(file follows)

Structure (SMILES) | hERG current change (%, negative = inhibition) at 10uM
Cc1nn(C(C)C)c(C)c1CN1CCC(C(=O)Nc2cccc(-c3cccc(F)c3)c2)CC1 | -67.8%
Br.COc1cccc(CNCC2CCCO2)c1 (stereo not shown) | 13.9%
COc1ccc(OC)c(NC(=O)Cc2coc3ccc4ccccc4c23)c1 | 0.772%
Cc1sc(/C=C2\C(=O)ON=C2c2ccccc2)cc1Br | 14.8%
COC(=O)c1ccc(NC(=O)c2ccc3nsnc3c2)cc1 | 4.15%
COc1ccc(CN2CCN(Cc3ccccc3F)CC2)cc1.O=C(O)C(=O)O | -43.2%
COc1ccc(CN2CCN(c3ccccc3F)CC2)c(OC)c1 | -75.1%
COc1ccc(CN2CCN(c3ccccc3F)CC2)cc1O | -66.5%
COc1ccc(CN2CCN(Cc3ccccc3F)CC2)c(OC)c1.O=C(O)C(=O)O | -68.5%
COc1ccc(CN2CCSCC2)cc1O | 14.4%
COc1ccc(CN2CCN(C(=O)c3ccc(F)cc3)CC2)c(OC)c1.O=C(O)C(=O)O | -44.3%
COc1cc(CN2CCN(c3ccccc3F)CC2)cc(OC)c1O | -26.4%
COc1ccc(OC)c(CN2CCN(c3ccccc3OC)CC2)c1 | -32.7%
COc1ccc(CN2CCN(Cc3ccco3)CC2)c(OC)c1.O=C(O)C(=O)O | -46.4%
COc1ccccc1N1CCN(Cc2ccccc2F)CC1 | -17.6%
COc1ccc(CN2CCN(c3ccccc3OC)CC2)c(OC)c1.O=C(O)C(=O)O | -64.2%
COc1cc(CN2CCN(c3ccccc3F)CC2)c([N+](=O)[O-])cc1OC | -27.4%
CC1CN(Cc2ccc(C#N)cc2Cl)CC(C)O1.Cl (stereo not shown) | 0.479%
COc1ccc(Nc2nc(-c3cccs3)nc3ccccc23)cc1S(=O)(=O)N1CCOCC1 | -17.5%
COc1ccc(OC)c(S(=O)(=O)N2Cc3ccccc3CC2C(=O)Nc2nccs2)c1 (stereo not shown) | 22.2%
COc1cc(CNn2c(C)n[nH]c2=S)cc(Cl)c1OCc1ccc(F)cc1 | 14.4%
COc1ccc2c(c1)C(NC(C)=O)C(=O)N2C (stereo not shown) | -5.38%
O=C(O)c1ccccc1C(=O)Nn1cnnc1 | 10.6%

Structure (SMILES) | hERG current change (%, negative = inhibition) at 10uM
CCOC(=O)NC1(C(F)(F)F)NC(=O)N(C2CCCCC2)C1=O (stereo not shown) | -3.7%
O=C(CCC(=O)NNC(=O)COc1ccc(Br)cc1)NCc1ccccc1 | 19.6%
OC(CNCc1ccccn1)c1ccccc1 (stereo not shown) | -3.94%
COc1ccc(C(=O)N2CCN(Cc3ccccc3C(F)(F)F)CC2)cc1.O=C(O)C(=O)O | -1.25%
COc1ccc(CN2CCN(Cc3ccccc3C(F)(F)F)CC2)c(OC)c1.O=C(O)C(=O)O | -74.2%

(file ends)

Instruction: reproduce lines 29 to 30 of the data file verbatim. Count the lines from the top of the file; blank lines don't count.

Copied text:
COc1ccc(C(=O)N2CCN(Cc3ccccc3C(F)(F)F)CC2)cc1.O=C(O)C(=O)O | -1.25%
COc1ccc(CN2CCN(Cc3ccccc3C(F)(F)F)CC2)c(OC)c1.O=C(O)C(=O)O | -74.2%